He felt giant hands beneath his own shoulders and felt his head being raised slightly off the ground. The shape of a canteen loomed into his face. He felt the coolness of water drip onto his lips and he tasted it on his tongue. With eagerness, he swallowed the liquid and thirsted for more, but it came with restraint. “Not too much at once, son,”a deep resonant voice said with calm reassurance. The canteen pulled away.

  Carlin’s eyes began to focus on the big man’s face. He saw a broad furrowed brow beneath a tattered broad brimmed hat, round glass lenses reflecting the sun’s brilliant light, encircling the man’s aged dark eyes, and a flowing white walrus mustache drooping off the sides of a powerful chin.

  “Just take it easy boy,” the voice said as the man lowered Jace’s shoulders gently back onto the grass.

  Carlin drifted off to unconsciousness once again. Only this time. it was a more peaceful sleep. The deep voice of his benefactor resonated in his brain. It felt soothing and somewhat familiar in a strange way. The kindly face ebbed in and out of his dreams with the same reassuring familiarity.

  Then in his slumber, he found himself standing in the meadow next to the remnants of his burnt out cabin. The sky above was dark blue, filled with large, puffy, white clouds, tinged with darkness at their edges. He felt cold and empty as he stood before the three wooden crosses, staring at the final resting place of his family. He absentmindedly fingered the edge of his hat brim, that he held loosely in his hands. A cold wind tugged at his shaggy head of hair. Tears trickled down his face in icy rivulets. “I knew you would want them buried here, Jace,” a voice said from beside him. He turned to face his long time friend, Zeke Austin. “Thanks Zeke,” Carlin said, old friend,” Carlin put a hand on the old man’s big shoulder. Zeke Austin gave him a reassuring smile beneath his flowing white walrus mustache.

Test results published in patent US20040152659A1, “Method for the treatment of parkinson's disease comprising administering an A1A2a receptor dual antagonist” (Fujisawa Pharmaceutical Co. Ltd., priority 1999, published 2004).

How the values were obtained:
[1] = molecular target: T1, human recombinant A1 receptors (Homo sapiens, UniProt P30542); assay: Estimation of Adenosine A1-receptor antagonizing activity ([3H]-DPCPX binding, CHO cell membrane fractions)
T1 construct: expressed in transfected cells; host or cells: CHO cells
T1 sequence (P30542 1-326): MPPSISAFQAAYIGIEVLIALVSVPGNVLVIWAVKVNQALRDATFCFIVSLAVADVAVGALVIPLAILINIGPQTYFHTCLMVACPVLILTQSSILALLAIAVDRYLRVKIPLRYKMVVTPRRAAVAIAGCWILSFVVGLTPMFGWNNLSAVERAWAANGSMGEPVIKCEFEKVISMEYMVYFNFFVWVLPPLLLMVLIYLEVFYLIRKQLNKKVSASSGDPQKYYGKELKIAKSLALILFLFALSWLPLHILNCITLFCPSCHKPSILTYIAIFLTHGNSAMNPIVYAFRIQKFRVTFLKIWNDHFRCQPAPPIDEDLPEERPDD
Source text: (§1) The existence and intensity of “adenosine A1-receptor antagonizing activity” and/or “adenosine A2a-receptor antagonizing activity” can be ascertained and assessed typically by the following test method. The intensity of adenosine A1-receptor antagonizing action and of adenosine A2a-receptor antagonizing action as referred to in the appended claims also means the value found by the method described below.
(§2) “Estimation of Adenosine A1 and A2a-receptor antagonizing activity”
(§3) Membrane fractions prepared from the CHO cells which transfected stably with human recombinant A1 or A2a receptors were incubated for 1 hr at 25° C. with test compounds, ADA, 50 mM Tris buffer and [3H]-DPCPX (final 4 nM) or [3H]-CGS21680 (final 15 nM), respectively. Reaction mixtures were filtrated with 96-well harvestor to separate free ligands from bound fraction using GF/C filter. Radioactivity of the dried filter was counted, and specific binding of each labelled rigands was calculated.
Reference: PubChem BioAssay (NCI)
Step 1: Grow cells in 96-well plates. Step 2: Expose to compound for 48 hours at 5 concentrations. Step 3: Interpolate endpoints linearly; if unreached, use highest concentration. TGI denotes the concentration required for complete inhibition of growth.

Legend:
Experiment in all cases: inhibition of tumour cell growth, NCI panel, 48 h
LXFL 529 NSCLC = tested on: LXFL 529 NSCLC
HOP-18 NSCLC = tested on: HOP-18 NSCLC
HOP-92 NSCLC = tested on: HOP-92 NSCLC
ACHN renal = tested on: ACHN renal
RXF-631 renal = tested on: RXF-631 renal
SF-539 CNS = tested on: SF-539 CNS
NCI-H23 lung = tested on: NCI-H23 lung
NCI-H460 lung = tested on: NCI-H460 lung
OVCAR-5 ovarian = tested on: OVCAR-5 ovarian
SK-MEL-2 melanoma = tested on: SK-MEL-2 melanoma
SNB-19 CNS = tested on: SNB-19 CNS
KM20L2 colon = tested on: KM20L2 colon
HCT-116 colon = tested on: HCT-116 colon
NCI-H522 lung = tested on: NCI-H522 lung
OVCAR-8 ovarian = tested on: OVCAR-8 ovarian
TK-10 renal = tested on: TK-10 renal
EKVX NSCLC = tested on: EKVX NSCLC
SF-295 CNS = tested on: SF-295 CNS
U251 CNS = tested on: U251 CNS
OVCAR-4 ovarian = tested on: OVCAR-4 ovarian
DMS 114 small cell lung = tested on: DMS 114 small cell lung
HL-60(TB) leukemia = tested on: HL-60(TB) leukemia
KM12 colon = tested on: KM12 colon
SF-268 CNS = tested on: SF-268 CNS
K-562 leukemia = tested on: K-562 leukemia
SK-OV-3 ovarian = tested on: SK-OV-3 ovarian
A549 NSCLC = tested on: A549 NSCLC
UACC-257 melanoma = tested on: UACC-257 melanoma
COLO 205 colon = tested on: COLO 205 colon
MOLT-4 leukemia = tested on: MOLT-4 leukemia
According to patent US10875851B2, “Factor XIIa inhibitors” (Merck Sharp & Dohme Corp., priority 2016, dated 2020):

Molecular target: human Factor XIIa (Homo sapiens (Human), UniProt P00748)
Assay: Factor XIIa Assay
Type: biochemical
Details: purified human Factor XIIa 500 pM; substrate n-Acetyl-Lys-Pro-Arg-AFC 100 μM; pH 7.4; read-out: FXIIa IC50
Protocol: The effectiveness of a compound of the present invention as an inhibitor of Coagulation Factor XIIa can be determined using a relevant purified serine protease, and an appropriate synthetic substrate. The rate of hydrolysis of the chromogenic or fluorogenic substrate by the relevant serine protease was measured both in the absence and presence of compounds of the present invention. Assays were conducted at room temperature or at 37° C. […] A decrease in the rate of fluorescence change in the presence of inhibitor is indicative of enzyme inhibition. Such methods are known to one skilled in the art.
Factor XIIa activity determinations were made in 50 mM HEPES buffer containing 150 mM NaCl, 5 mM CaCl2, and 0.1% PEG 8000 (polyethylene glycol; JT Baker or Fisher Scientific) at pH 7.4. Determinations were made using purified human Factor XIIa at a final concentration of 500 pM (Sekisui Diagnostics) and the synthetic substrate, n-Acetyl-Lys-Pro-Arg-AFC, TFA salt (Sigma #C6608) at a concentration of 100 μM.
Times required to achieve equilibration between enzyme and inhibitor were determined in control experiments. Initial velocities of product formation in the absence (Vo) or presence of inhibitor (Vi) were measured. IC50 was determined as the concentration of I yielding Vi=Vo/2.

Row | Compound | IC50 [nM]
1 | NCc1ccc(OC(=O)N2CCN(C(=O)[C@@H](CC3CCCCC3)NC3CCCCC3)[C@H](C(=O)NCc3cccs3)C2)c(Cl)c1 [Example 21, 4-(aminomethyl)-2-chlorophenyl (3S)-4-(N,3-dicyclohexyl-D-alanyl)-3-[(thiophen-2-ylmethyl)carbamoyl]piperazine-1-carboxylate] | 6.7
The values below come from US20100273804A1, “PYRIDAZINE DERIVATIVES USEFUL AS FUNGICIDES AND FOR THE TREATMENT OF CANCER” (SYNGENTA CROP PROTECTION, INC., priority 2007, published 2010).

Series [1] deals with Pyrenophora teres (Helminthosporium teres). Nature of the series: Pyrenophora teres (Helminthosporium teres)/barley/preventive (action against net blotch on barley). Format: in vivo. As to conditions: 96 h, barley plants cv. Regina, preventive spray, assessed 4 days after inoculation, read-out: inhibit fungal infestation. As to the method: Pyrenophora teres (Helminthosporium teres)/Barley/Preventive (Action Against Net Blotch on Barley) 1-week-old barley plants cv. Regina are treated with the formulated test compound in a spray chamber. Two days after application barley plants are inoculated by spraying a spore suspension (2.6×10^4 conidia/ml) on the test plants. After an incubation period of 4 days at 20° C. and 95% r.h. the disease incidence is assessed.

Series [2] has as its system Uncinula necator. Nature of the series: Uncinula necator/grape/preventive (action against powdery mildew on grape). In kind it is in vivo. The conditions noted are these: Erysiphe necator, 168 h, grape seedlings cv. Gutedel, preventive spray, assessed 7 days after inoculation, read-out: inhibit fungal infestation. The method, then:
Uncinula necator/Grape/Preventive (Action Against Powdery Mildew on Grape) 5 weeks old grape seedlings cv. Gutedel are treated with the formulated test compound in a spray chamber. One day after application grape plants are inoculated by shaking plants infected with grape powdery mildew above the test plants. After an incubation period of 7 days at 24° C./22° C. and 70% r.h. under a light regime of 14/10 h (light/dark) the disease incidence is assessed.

When Jace Carlin awoke again, he felt the softness of a mattress beneath him and the feather pillow beneath his head. His eyes opened and he saw the blanket tucked beneath his chin. Sunlight streamed through the window to his left. Dust particles danced in the beams.

  “How’re you feelin’, boy?” Zeke Austin said rising from his chair and shuffled across the room toward the bed where Carlin lie. He pulled a straight chair away from the wall, dropping his heavy bulk onto the seat. His ample middle spilled over his belt and his suspenders framed the drooping belly on each side.

  “I wasn’t dreaming, then,” Jace said . “It was you, that helped me.”

  “If I’d’ve been in your dreams, son, that must have been one wing ding of a nightmare.” Zeke joked. “But, by the looks of things,” he continued. “Your nightmare happened in daytime before I came along. What happened, out there, anyhow,son?”

  “Two men,” Jace started, his voice was raspy and it was a bit of an effort to speak. “Jumped me. Hardly saw them. They dragged me, then beat me. Did you see them?”

  “No,” Zeke sighed. “Not a sign of anyone out there. Just you. Not even a horse around. What were you doing on Diamond 8 land, anyhow?”

  “Diamond 8?” Jace pulled himself up to a sitting position. His body ached with the movement. He glanced around the room recognizing Zeke’s room as he remembered it. It was a small room that had been added to the back of Ben Crenshaw’s ranch house. Zeke had been Ben’s Segundo for many years. “But I heard, Ben Crenshaw sold out. You…you mean, you still work here for the new owners? I heard some bad things about them.”

  “Yeah, I know what you probably heard and you’re wonderin’ if it’s true and why I’d be a part of it.”

  Carlin nodded.

m an old man son. Ain’t easy for a man like me to get work. Besides, this ranch has been my home for a long time. When Stacy Merritt asked me to stay on, I did. Can’t say I agree with everything that goes on around here though.”

  “Guess everyone has their price, Zeke,” Jace said with more than a hint of disappointment. “Still I can’t see you putting up with hired guns, killing, and running people off their land.”

  “I don’t suppose, there’s much I can say about that.” There was sorrow in his eyes and his voice. “But don’t believe everything you hear, nuther.”

  “I suppose it was your men who jumped me, then,” Jace said flatly. So, why did you help me?”

  “You’re my friend, Jace. I hope you can still believe that. But just to set the record straight, it wasn’t Diamond 8 riders what done this to you. Least wise, not that I know of. Merritt doesn’t admit to it. But I wouldn’t put it past that hired gun, Slate.”

  “Morgan Slate?” Carlin said with surprise. “You know him?”

  “Heard of him. Seen him a time or two. But I wouldn’t say I know him. He’s mean as they come.”

  “That’s him, alright,” Austin agreed. ‘

  “Take my advice, son. Let it go. This ain’t no place for you no more. Best you ride on and forget about all this. I’ll ask the boss to loan you a horse and saddle.”